3. Walter, Sim. "Convictions for bogus marriages soar to 284: ICA". Retrieved 26 June 2014.<templatestyles src="Module:Citation/CS1/styles.css"></templatestyles>
  4. "Just Say No to Immigration Marriage Fraud". The Law Office of Tanya M. Lee. Retrieved 2012-05-23.<templatestyles src="Module:Citation/CS1/styles.css"></templatestyles>
  5. (Manwani v. U.S. Dept. of Justice, 736 F. Supp. 1367 (W.D.N.C. 1990)).
  6. "Investigating Marriage Fraud in New York". Ny Times. NY Times. June 11, 2010. Retrieved 2 April 2013.<templatestyles src="Module:Citation/CS1/styles.css"></templatestyles>
  7. "Bishops act to tackle sham marriages". 11 April 2011.<templatestyles src="Module:Citation/CS1/styles.css"></templatestyles>
  8. Pain of divorce (2010-08-17). "One-in-six Irish marriages 'is a migrant sham' – City News, National News". Retrieved 2010-09-04.<templatestyles src="Module:Citation/CS1/styles.css"></templatestyles>
  9. "Registrar warns of rapid rise in 'sham marriages' – The Irish Times – Tue, Aug 17, 2010". The Irish Times. 2010-08-17. Retrieved 2010-09-04.<templatestyles src="Module:Citation/CS1/styles.css"></templatestyles>
  10. "Few legal means to restrict rise in bogus unions – The Irish Times – Tue, Aug 17, 2010". The Irish Times. 2010-08-17. Retrieved 2010-09-04.<templatestyles src="Module:Citation/CS1/styles.css"></templatestyles>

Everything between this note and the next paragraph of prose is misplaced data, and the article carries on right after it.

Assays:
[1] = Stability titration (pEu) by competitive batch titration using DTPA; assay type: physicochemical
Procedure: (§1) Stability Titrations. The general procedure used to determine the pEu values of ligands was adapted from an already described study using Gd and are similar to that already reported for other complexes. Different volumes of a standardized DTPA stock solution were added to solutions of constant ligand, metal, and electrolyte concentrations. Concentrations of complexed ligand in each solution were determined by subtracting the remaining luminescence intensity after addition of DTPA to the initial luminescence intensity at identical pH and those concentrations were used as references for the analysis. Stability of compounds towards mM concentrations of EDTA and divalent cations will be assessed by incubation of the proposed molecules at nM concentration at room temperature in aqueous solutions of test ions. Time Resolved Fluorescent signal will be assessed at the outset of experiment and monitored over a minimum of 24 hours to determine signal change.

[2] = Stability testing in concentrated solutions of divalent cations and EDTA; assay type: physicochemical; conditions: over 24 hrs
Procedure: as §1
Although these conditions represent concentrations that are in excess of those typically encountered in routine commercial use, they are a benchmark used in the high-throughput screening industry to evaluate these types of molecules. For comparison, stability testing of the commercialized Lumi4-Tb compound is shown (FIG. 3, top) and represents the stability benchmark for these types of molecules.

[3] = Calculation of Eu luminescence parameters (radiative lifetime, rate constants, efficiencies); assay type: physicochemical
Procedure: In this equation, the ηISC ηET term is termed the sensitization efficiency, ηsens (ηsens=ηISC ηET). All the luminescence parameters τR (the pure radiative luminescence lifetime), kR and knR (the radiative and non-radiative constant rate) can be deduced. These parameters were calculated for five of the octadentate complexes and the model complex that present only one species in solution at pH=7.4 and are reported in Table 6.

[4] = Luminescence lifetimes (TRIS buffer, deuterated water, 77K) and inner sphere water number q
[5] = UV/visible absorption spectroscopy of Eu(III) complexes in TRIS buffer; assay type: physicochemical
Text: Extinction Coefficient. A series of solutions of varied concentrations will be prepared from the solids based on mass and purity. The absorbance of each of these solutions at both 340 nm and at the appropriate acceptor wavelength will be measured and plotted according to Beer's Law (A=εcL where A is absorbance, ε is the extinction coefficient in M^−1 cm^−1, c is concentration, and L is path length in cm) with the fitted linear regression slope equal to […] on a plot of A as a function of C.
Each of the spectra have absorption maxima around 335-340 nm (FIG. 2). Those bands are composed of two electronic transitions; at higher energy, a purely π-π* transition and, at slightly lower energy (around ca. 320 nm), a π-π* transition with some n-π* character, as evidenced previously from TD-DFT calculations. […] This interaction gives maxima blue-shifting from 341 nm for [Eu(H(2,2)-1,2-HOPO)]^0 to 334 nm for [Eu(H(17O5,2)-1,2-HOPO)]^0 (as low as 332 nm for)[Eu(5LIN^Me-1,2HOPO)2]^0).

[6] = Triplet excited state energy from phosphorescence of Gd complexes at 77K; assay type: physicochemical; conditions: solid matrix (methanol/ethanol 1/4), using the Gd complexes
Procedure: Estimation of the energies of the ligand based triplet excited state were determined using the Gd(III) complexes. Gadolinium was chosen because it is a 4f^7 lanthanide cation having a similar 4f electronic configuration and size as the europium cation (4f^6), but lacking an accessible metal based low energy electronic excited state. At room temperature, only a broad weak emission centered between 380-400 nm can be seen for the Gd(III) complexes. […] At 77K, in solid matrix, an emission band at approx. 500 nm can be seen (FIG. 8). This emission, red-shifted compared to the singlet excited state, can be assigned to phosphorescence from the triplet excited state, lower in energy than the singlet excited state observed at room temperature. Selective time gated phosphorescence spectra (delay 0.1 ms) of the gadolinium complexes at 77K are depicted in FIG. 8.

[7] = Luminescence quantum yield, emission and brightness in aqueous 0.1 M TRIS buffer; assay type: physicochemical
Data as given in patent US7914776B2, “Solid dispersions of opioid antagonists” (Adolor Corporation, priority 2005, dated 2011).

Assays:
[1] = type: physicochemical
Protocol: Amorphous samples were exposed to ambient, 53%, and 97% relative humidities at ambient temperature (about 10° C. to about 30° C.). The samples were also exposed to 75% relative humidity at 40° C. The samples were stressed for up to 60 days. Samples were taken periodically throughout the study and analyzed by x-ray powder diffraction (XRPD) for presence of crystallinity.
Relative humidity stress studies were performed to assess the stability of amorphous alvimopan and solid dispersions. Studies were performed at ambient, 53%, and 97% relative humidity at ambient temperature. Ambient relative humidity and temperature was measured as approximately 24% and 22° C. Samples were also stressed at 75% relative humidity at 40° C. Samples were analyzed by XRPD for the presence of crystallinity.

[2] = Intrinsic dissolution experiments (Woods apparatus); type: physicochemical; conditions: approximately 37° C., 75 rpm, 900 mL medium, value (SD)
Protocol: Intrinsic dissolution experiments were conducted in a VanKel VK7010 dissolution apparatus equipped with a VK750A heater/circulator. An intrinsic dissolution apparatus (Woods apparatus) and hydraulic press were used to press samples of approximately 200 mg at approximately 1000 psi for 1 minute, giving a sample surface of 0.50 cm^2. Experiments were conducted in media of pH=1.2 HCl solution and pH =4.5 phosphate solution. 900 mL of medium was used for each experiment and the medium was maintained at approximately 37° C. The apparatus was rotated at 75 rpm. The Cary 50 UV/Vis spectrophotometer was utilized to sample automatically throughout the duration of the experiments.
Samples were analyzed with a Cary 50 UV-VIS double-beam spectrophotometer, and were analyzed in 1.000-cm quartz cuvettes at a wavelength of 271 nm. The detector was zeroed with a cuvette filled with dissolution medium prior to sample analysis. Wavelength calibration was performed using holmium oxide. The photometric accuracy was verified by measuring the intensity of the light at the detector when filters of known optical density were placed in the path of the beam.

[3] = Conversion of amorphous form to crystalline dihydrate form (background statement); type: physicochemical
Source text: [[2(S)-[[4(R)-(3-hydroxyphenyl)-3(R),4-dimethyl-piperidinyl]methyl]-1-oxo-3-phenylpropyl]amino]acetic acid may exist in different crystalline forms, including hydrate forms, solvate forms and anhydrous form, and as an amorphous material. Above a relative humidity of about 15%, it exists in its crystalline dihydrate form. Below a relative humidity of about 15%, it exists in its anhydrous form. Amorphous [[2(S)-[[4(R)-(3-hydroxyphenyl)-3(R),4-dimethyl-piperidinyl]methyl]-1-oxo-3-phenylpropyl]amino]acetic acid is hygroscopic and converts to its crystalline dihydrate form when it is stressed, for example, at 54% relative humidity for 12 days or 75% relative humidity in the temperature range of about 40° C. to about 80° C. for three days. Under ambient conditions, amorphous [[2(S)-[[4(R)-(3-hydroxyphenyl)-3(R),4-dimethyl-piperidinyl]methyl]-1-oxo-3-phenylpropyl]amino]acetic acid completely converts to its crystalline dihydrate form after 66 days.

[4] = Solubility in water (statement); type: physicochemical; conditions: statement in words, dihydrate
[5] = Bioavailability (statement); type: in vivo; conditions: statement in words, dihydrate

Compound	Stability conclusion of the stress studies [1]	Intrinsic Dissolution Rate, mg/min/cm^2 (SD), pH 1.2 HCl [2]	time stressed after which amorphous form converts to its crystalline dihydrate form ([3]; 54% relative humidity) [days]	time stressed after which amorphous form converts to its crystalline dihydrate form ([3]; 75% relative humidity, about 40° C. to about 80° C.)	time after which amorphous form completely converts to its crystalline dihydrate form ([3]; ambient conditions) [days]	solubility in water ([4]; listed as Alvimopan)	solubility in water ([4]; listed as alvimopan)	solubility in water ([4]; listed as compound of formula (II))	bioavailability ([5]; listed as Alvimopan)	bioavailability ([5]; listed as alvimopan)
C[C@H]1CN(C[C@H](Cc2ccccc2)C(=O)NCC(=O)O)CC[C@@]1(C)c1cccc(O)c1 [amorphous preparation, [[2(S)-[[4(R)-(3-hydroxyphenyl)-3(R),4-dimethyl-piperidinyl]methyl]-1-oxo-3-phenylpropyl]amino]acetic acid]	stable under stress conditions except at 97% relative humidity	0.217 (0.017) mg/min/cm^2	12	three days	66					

11. Tuesday, August 17, 2010 – 08:07 AM (2010-08-17). "Superintendent registrar: 15% of Irish marriages could be bogus". Irish Examiner. Retrieved 2010-09-04. <templatestyles src="Module:Citation/CS1/styles.css"></templatestyles>
  13. "Marriage fraud".<templatestyles src="Module:Citation/CS1/styles.css"></templatestyles>
  14. "Marriage fraud: Canadian immigration officials tread thin line". 29 April 2013.<templatestyles src="Module:Citation/CS1/styles.css"></templatestyles>
  15. "Backgrounder — Conditional Permanent Resident Status".<templatestyles src="Module:Citation/CS1/styles.css"></templatestyles>
  16. "Canadian immigration changes force women to stay with sponsoring spouse for two years". 5 December 2012.<templatestyles src="Module:Citation/CS1/styles.css"></templatestyles>

Further reading

fr:Mariage blanc

ru:Фиктивный брак